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As a marketing campaign for feminine-hygiene products, Carmilla is about as far away as it’s possible to get from young women in white trousers bouncing on trampolines.

Which may well be why Shaftsbury’s digital branded entertainment series that subtly promotes Kimberly-Clark’s U By Kotex has become cult viewing, clocked up 71 million views in 193 countries, spawned a feature film, a book deal and a primetime series and been named as MIPTV 2018 Brand Content Of The Year.

Carmilla stars Elise Bauman and Natasha Negovanlis are in Cannes for this morning’s award presentation, which takes place during the Carmilla Keynote Showcase.

Talking exclusively to MIPTV News, Negovanlis said she was drawn to the project from the moment she saw the script: “I loved there was a female producer, a female writer [Jordan Hall] and multiple female roles — and I loved that none of the characters were described as ‘pretty’ or ‘fun-loving’. Plus, I always wanted to play a lesbian and I always wanted to play vampire, so Carmilla killed two birds with one stone.”

A modern spin on Joseph Sheridan Le Fanu’s Gothic vampire novella, Shaftsbury’s transmedia series follows the adventures of a student-turned-journalist called Laura, and her girlfriend — a vampire-turned-human-turned-vampire called Carmilla.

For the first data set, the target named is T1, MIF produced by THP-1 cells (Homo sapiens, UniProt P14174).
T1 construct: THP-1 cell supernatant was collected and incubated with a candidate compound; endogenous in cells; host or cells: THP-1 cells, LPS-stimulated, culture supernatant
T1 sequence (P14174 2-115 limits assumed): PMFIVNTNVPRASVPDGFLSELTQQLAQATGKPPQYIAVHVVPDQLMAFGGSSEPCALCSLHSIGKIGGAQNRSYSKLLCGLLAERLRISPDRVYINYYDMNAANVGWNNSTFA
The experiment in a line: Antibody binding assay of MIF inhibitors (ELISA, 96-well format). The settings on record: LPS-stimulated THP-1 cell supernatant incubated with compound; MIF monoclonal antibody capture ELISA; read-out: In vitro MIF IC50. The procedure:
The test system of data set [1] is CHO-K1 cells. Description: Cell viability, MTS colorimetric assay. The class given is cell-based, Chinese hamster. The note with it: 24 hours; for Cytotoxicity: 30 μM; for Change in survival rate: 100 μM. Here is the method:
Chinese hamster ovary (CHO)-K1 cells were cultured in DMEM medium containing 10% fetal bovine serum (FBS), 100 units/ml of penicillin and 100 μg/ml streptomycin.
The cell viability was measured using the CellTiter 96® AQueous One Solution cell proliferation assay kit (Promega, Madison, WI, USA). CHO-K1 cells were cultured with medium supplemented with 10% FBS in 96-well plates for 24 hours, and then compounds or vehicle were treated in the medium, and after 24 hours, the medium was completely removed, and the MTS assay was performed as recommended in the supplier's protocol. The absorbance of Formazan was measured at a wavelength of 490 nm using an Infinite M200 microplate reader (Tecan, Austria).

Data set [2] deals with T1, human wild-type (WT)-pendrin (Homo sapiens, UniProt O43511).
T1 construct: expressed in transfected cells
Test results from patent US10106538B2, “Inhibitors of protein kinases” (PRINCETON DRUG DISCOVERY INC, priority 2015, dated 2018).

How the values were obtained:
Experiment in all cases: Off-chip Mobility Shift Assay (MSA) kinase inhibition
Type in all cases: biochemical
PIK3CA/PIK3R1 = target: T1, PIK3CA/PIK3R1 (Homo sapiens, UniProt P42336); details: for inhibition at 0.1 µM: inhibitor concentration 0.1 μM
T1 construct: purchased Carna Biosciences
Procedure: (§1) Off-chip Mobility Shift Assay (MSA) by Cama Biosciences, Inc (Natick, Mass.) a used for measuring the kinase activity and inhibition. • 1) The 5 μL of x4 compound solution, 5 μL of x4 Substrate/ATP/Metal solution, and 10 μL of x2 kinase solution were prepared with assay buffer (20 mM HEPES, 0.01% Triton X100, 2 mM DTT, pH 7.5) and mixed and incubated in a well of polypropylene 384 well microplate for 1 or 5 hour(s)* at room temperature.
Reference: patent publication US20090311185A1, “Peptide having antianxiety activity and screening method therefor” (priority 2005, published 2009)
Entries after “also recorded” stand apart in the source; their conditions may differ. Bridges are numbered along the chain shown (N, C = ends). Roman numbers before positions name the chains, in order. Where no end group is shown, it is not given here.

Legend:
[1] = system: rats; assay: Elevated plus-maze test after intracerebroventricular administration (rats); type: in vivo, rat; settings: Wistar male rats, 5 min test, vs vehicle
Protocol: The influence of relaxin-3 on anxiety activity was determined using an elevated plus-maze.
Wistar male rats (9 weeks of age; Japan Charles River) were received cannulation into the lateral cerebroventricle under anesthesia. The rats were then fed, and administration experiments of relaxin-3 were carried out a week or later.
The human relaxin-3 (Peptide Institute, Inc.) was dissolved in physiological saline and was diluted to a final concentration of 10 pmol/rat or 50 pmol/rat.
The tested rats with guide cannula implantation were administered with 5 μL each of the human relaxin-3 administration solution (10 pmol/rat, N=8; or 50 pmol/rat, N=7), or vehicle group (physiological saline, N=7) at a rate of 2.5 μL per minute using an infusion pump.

Bauman, who plays Laura, praised Kimberly-Clark for having the courage to tell a story that would scare many brands — and for telling it unapologetically and authentically. “I normally see things from our fans’ perspective, so it’s been interesting to see Carmilla’s impact on the marketing world,” she said.

“One of the things I’ve realised is that there’s a conventional way of telling unconventional stories. If you blend the worlds of marketing and art, you can create something very special that has the power to improve lives.”

But only if it’s the right fit, Negovanlis added: “You can’t take any old brand and stick it in any old story. Millennials are so aware when they’re being sold something and they don’t want to feel they’re watching a commercial. We want to tell our stories in our own way.”


This article was written by Jo Stevens for MIPTV News magazine, and edited by Kristine Clifford. Read all MIPTV publications online here


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About Author

Kristine Bree Clifford

Kristine Clifford is a New Yorker studying journalism in Wales. Her editorial experience includes contributions to the official publications of MIPCOM, Cannes Film Festival and now, MIPBlog!

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